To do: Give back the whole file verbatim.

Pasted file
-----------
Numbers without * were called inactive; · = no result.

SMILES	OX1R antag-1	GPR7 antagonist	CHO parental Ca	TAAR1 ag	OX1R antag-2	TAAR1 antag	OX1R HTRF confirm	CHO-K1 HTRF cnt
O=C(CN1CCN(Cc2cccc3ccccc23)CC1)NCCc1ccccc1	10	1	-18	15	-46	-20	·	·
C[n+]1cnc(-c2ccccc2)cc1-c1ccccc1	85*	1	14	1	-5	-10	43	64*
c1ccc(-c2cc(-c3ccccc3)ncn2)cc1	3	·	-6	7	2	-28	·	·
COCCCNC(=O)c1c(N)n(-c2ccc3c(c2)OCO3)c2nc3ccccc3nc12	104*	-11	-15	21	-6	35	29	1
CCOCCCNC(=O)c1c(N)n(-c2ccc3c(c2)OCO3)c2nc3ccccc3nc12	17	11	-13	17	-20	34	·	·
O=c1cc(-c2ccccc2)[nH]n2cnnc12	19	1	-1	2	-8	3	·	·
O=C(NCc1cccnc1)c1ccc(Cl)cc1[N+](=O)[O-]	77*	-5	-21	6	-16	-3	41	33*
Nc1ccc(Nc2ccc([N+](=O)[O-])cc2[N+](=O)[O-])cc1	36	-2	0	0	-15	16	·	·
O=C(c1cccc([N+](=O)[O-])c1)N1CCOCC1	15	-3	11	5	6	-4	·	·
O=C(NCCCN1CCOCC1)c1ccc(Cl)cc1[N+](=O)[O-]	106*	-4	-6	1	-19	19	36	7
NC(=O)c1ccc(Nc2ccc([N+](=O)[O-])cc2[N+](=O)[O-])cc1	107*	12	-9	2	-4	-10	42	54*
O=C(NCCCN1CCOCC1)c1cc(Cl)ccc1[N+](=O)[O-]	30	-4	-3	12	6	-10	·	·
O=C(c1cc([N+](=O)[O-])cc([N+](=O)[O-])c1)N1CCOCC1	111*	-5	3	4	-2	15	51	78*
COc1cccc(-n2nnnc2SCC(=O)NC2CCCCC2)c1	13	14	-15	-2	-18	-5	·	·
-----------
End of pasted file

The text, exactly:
Numbers without * were called inactive; · = no result.

SMILES	OX1R antag-1	GPR7 antagonist	CHO parental Ca	TAAR1 ag	OX1R antag-2	TAAR1 antag	OX1R HTRF confirm	CHO-K1 HTRF cnt
O=C(CN1CCN(Cc2cccc3ccccc23)CC1)NCCc1ccccc1	10	1	-18	15	-46	-20	·	·
C[n+]1cnc(-c2ccccc2)cc1-c1ccccc1	85*	1	14	1	-5	-10	43	64*
c1ccc(-c2cc(-c3ccccc3)ncn2)cc1	3	·	-6	7	2	-28	·	·
COCCCNC(=O)c1c(N)n(-c2ccc3c(c2)OCO3)c2nc3ccccc3nc12	104*	-11	-15	21	-6	35	29	1
CCOCCCNC(=O)c1c(N)n(-c2ccc3c(c2)OCO3)c2nc3ccccc3nc12	17	11	-13	17	-20	34	·	·
O=c1cc(-c2ccccc2)[nH]n2cnnc12	19	1	-1	2	-8	3	·	·
O=C(NCc1cccnc1)c1ccc(Cl)cc1[N+](=O)[O-]	77*	-5	-21	6	-16	-3	41	33*
Nc1ccc(Nc2ccc([N+](=O)[O-])cc2[N+](=O)[O-])cc1	36	-2	0	0	-15	16	·	·
O=C(c1cccc([N+](=O)[O-])c1)N1CCOCC1	15	-3	11	5	6	-4	·	·
O=C(NCCCN1CCOCC1)c1ccc(Cl)cc1[N+](=O)[O-]	106*	-4	-6	1	-19	19	36	7
NC(=O)c1ccc(Nc2ccc([N+](=O)[O-])cc2[N+](=O)[O-])cc1	107*	12	-9	2	-4	-10	42	54*
O=C(NCCCN1CCOCC1)c1cc(Cl)ccc1[N+](=O)[O-]	30	-4	-3	12	6	-10	·	·
O=C(c1cc([N+](=O)[O-])cc([N+](=O)[O-])c1)N1CCOCC1	111*	-5	3	4	-2	15	51	78*
COc1cccc(-n2nnnc2SCC(=O)NC2CCCCC2)c1	13	14	-15	-2	-18	-5	·	·